Now that Autumn term is done or nearly for most in the UK, I just wanted to mention Christmas crackers, read all the way to the end!
I wouldn’t have thought, all those years ago as a child, when first pulling crackers with my family at the Christmas table that I would be putting some of their contents to excellent use as a Maths teacher. Often their contents is as quickly discarded as the ‘left over crackers’ and yet many of them have use in the classroom. So encourage your friends and family to save those crackers contents for you and here’s how I put some of the most common contents to good use…
The Screwdriver and pencils
Yes these are both keepers, absolutely perfect for construction lessons. The screwdriver is perfect for fixing and tightening the legs on a pair of compasses (put one in each classroom set of compasses)! Constant issue when completing constructions with pupils, they need to ensure not only that they have a sharp pencil that is kissing the point of the compass but also that the legs of the compass are tight.
The Tape Measure Lots of uses for the tape measure such as estimating and measuring objects within or outside the classroom. One of my favourite uses is for pupil loci, as described in our post Teaching Loci.
The Plastic Jumping Frog– Data collection activities with the following question to investigate; “How far will the frog jump?”.
The Magic Calculator Sometimes called the mystery calculation. I’ve collected over 16 of these over the years and can now use in algebra lessons! At first I just put them in my end of term puzzle box.Check out our post here for more on a class puzzle box. Your best ever investment; A puzzle box
Check out Maths Ed Idea’s blog here explaining the binary process behind some of these calculators.
The Bad Jokes
I am always looking for a good bad joke tell to my students or to include in my worksheet resources such as my collect a joke resource like this Christmas themed Collect a Joke worksheet which pupils need to be able to find the nth term of linear sequences and as a result collect the punchline to the joke; “Why isn’t every man in a red suit with a beard Father Christmas”? Check this resource out here Christmas Maths Sequences Collect a Joke Worksheet Activity.
The jokes within the Christmas crackers, although not often with a mathematical edge (these are my favourite kind of jokes), they are most often family friendly jokes that can be used in the classroom. Check out my previous post Joking around in Maths? Collect a Joke! in which I describe these resources and their uses in more detail.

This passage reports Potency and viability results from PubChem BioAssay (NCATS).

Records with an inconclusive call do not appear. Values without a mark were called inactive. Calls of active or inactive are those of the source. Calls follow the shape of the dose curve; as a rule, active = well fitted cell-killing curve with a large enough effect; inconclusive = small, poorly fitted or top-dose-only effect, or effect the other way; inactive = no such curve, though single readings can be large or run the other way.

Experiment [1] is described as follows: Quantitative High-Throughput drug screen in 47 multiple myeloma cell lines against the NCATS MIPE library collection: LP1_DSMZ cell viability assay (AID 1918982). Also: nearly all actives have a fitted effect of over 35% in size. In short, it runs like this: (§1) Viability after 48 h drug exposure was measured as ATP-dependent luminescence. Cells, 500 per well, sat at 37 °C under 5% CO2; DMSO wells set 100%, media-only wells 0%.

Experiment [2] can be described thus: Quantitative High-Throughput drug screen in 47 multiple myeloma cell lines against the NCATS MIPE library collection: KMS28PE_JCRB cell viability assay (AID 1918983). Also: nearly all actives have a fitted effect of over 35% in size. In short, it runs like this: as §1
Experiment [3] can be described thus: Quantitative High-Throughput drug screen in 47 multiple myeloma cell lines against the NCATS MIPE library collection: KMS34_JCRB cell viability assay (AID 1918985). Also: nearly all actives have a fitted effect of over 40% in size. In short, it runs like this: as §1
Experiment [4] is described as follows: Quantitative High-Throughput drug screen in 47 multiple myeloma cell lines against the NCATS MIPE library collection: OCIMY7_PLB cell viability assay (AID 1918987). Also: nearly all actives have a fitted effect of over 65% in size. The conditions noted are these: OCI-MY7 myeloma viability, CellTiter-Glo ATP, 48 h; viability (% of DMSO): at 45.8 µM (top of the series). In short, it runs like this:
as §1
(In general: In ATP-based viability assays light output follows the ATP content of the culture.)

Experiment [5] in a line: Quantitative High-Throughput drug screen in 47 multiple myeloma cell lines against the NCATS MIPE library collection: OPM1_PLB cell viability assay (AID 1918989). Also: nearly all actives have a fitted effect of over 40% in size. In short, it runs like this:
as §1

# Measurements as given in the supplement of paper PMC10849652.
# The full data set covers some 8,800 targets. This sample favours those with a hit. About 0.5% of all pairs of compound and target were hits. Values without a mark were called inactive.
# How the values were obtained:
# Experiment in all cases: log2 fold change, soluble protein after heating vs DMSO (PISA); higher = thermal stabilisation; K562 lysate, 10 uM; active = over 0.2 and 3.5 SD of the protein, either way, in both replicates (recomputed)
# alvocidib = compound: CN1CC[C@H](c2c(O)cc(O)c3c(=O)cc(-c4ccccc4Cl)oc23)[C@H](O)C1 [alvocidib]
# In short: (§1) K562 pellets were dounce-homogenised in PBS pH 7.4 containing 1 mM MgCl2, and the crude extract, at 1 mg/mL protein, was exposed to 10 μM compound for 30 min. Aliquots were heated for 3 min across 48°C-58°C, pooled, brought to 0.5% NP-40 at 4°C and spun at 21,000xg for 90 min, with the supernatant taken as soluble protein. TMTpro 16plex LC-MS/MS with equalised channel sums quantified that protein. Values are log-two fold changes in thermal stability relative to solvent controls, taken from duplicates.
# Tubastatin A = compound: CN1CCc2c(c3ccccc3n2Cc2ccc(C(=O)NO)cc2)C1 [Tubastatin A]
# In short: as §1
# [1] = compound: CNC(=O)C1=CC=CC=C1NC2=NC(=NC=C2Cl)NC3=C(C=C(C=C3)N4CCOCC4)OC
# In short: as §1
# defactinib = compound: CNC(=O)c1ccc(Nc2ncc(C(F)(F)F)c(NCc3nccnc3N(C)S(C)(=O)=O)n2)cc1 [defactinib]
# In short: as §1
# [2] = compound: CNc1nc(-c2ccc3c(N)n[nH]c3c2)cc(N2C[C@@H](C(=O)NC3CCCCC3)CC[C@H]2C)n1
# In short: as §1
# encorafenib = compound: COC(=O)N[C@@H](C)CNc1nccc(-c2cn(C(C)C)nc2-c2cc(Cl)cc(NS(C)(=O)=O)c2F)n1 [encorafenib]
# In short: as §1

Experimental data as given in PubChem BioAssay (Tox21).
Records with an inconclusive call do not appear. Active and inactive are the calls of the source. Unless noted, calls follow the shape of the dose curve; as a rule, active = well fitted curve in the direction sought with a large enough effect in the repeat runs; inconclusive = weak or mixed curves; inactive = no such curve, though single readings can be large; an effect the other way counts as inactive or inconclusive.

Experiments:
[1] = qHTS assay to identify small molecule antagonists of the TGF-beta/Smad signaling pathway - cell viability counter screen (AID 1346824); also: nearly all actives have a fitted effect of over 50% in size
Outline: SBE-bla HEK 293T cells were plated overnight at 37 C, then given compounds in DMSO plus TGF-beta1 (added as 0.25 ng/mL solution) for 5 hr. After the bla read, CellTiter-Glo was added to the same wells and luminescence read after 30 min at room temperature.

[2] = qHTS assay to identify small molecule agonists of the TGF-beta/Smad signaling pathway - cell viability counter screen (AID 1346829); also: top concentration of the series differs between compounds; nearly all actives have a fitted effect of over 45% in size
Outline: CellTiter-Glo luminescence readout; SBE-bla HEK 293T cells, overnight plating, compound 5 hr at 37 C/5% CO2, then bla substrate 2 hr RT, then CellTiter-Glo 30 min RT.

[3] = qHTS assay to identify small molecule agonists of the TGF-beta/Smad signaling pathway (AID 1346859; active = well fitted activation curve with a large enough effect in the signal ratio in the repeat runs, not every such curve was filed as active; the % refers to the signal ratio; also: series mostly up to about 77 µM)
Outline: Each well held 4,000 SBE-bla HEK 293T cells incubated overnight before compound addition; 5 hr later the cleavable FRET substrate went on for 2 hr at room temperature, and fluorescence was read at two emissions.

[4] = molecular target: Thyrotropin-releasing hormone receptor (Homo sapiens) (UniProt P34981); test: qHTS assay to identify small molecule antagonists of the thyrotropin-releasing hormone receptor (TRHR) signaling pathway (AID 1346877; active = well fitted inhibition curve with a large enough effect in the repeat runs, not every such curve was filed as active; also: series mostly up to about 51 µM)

The Playing Cards So many uses from tricks such as these described in our post Magic Maths or the classic probability “higher of lower”, too many to list but grab those cards and keep them.
Thank you for reading this far! Here is a little Christmas Cracker for you, follow this link below for a free download of our most popular revision foldable usually £3…this link will be free just today, that is until midnight tonight Friday the 18th so download and save (checkout of free resources doesn’t require bank details)!
A quick blog to let our readers know we have been updating some of our old free resources which you may (or not) have noticed were missing since we launched the new site. Check out our Free Resources page regular to keep up to date on all available freebies. Today Averages and Range quick starter worksheet has been updated and uploaded today.
Averages and Range quick starter, really is an average and quick starter on lists of data. We use this as a quick starter settler before moving onto finding the averages and range from frequency tables. Download this quick free resource using the link below or visit our store for both free and premium resources.
Looking for ways for pupils to remember the different methods? Maybe you use the nursery rhyme “Hey Diddle Diddle” or you might like this video below “Its not hard (Averages song)” but be warned it is a bit outdated and like me you might not like the line or portrayal of the ‘perfect wife’. A quick youtube search “average song math” brings a lot of results.
If you are moving on to continuous data check out these resources available in our store
How will you celebrate Pi day in your classroom? Pi day lands on a Saturday this year 2020 but we plan to celebrate a day early on Friday March 13th. Here are some ideas including a free download from NumberLoving.
Beauty of Pi Use this video below to demonstrate the beauty of Pi or download the app by Fraser McKay and Chris Smith from their PiWire site here to explore Pi and other numbers visually.
One Million Digits of Pi Display as a list here or a rap video by AsapScience for just the first 100 digits in the video below.
Pi Day Dingbats These are great for form time; say what you see! Download this PowerPoint presentation shared by Lloyd here.
Pi Day Puzzle Free Download Two different puzzle styles, one is a straight forward pi-doku based on Sudoku but only using the digits 314 and the second is a reasoning puzzle similar to GCSE area/percentage question with no dimensions.
A quick blog to share free set of pie chart resources, require no-prep printable downloads, that we produced when NumberLoving joined up with LittleStreams in collaboration.
The worksheets produced by Littlestreams help introduce how to calculate angles in order to construct Pie Charts. Once pupils are able to construct, you can move them into completing the NumberLoving Treasure Hunt. This requires pupils to interpret pie charts; finding amounts from pie chart sectors and includes questions like those included in Higher EdExcel and AQA GCSE 9-1 Maths papers.
The two resources can be downloaded for free using the links below;